Ruban et al., (2018) pointed out the five food systems levels that are critically important for interventions such as (a) Production systems, (b) Value chains, (c) Distribution networks, (d) Household livelihoods, and (e) Food choices. For the development interventions to be delivered to these five systems, it is firstly important to identify the most common food items in the household food systems. There has been an increasing number of research that studies dietary intakes and consumption of eating occasions and meals (Murakami, 2017). However, little is known about the food combination pattern for meals in Myanmar. Understanding the common daily patterns of food combinations for meals at the household level can be useful for public health nutrition policymakers and development of recommendations. By studying the households’ common food consumption patterns, the commonly consumed food items are also expected to be identified.
Objectives of the study
- To estimate the ratio of household food cost, total household expenditure and income of selected households in Nay Pyi Taw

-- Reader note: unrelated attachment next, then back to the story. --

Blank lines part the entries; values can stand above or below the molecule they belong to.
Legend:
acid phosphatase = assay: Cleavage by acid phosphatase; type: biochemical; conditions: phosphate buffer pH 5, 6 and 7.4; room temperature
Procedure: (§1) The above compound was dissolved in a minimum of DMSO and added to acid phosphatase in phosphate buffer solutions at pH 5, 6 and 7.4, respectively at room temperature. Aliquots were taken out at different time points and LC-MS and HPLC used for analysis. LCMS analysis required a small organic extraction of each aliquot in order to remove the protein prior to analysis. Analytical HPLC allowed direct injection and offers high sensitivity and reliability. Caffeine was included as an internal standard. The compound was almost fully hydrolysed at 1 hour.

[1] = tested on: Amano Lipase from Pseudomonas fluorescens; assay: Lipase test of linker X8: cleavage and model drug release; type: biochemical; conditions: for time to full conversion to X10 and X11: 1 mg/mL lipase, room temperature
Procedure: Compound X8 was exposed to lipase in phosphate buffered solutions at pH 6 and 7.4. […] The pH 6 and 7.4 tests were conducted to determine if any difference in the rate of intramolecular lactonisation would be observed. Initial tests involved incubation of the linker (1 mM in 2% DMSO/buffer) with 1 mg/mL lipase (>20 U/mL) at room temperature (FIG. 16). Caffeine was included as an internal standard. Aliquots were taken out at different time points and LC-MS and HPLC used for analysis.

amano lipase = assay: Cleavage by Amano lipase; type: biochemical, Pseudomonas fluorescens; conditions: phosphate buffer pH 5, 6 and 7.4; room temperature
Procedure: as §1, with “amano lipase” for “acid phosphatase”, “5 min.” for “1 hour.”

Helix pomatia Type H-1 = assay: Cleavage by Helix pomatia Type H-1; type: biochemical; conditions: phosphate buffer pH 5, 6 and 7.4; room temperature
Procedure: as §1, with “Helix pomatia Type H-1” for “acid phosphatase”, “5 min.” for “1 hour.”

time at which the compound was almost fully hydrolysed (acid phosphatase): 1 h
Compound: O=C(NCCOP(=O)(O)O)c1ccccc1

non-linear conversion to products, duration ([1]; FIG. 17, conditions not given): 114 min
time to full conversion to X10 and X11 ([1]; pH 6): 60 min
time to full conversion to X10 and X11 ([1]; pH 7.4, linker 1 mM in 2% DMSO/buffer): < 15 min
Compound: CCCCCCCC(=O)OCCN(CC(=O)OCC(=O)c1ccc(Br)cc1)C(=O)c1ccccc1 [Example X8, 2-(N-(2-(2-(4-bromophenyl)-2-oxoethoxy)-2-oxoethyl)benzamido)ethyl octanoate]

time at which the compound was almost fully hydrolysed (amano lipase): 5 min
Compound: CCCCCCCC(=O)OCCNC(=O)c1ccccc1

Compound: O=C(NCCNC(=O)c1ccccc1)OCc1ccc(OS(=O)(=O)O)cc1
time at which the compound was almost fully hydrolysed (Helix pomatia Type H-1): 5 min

- To determine the ratio of main food item costs by total monthly food cost of selected households
- To identify the common consumption pattern of the households and their perception on their consumption pattern
Study areas and sample selection of primary data collection
The study was implemented in Nay Pyi Taw Region in November, 2021. The respondents were from Zeyarthiri, Ottarathiri and Pobbathiri townships in Nay Pyi Taw, Myanmar. The potential respondents were the household members who were mostly managing food at the households to obtain accurate data on food consumption. The research was based on convenience sampling and the potential participants were self-selected on a voluntary way.
Method of data collection, data analysis and ethical considerations